I fled to Niger Republic to avoid amputation, Maina tells court
I fled to Niger Republic to avoid amputation, Maina tells court
Embattled former Chairman of the Pension Reform Task Team, Abdulrasheed Maina, on Friday, told the Federal High Court in Abuja that his leg would have been amputated if he had not fled to Niger Republic for medical attention.

According to him, a surgical operation was performed on his knee to save his leg.

Maina, in his affidavit to support the bail application, asked the court to grant his prayer for bail so that he could attend to his current deteriorating health challenge.

He had, on January 20, approached Justice Okon Abang for another bail after his arrest for jumping the first bail.

The ex-PRTT boss, in a motion on notice dated and filed on December 24, 2020, brought by one of his lawyers, Anayo Adibe, said the application became necessary over his worsening health condition.

He told the court that he had reasonable and responsible sureties who were willing to act as sureties if granted bail.

During the resumed hearing, Maina’s lawyer, Sani Katu (SAN), said he had three applications filed before the court.

Katu said, besides a bail application, he had filed an application praying the court for the recall of the prosecution witnesses in the trial.

He said, due to Maina’s failing health, a letter was written to the Kuje Correctional Centre on the need for proper medical attention for him.

Katu averred that the correctional centre where he was kept did not have a facility to attend to his state of health, adding that his client was recently taken to the University of Abuja Teaching Hospital, Gwagwalada.
He pointed out that the medical report was exhibited in the bail application.

The lawyer urged the court to grant Maina bail with assurance that he would not abuse the privilege, having sworn an undertaking to that effect.

He said the treatment his client received outside the country saved his limbs from amputation.

But the lawyer to the Economic and Financial Crimes Commission, Mohammed Abubakar, told the court to reject the bail plea.

Abubakar argued that in Maina’s affidavit in support of his bail request, he did not show remorse for his action in jumping the first bail graciously granted him by the court.

“The 1st defendant applicant (Maina), without any remorse, stated at paragraph 9 of his affidavit that, as a result of the order of his arrest, he decided to seek a better medical facility for the treatment of his knee and was eventually referred to a military hospital in Chad Republic and Niger Republic, where the knee surgery was successfully carried out.

“What he is saying is that his jumping bail was a premeditated decision. It was a decision he took by himself in disobedience to the gracious order of this honourable court in releasing him on bail,” he said.

Abubakar argued further that, by that remark, it showed that Maina also fled to the Republic of Chad.

The EFCC’s lawyer said, “It is also clear by this paragraph that while we thought that the 1st defendant applicant fled to Niger Republic, he is now informing the court that he also went to Chad Republic, while his American and Nigerian passports are in the custody of the court.

“It is our humble submission that this is not a person that deserves a second chance of taking a risk by the court in releasing him on another bail.”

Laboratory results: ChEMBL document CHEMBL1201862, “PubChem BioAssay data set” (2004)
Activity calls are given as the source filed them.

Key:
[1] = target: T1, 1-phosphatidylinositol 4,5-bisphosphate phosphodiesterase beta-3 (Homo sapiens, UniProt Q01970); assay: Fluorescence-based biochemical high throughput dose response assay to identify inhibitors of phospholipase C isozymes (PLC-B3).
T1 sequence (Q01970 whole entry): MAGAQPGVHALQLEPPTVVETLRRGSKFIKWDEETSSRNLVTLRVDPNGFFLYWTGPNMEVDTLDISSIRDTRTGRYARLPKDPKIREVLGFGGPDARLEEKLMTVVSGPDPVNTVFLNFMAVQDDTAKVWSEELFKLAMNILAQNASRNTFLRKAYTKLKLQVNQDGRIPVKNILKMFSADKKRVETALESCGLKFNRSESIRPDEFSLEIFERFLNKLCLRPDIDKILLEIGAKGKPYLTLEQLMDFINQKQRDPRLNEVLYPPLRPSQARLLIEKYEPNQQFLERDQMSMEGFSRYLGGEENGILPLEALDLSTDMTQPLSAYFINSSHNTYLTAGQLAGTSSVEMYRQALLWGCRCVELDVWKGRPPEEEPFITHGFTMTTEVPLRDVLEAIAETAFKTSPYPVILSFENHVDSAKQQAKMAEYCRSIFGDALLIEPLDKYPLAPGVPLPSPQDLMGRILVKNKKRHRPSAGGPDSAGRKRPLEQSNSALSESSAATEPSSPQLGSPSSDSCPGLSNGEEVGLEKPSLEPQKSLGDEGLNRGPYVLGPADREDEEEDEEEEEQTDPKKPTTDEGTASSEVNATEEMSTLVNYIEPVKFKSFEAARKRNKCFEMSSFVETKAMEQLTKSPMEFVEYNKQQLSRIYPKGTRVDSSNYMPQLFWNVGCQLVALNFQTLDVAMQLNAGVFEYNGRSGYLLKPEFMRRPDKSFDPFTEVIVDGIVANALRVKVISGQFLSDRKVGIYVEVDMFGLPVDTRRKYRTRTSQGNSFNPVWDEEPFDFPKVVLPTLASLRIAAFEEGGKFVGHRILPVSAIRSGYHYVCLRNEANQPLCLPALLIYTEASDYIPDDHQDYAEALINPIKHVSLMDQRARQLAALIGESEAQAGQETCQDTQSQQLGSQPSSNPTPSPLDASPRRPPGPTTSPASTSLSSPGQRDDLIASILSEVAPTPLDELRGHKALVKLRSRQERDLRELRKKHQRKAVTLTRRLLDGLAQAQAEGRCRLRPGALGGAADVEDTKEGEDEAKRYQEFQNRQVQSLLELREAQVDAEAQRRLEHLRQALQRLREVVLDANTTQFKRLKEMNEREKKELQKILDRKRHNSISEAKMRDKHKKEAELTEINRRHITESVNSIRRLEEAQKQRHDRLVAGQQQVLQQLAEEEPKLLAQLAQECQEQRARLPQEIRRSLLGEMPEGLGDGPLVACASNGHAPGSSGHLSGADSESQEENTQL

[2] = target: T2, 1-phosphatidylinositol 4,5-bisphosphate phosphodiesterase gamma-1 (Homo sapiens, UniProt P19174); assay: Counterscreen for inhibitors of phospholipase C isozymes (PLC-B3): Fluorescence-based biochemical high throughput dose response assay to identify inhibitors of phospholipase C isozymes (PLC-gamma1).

He said the medical report brought by Maina from the University of Abuja Teaching Hospital on his current state of health was silent on the knee surgery he claimed he had outside the country.

“It is also important to highlight that while the 1st defendant applicant talked about a purported surgery conducted on his knee and the purported pain he is presently suffering in that knee, which he claimed may result in the amputation of his leg if not granted bail, the medical report brought by him is silent about any issue about his knee; whether he is feeling pain or surgery ever performed in the knee before,” he said.

Citing a previous Court of Appeal decision, Abubakar said, “While a defendant has a right to legal practitioner of his own choice, he does not have a right to a medical practitioner or facility of his own choice, and that even where there is a medical report attached to a bail, the court will still not grant bail unless the medical report or deposition of a medical practitioner on oath proves that the applicant cannot get the required medical attention while in custody.”

The lawyer, who said Maina had failed to meet these requirements, urged the court to refuse the application.

Responding, Katu, who said granting bail was at the court’s discretion, argued that this was in accordance with sections 158, 162 and 165 of the Administration of Criminal Justice Act, 2015.

The lawyer, who hinted that Maina once had a mild stroke, said all he prayed for was a bail so that his client could have proper medical attention outside the correctional centre as exhibited in their application.

On the decision by the Court of Appeal, he argued that the nature of the case was different from the one at hand.

“While in the Adamu vs. FRN case, the report said an applicant had no entitlement to a medical doctor of his choice, we are not asking for a particular doctor of our choice. Rather, we are asking for a general practitioner,” he said.

Katu urged the judge to discountenance all the arguments by Abubakar that had to do with facts which were not contained in the affidavit, while praying the court to exercise its discretionary power in favour of Maina.

Justice Abang adjourned the ruling until February 25.

In this article:

Leave a Reply

Your email address will not be published. Required fields are marked *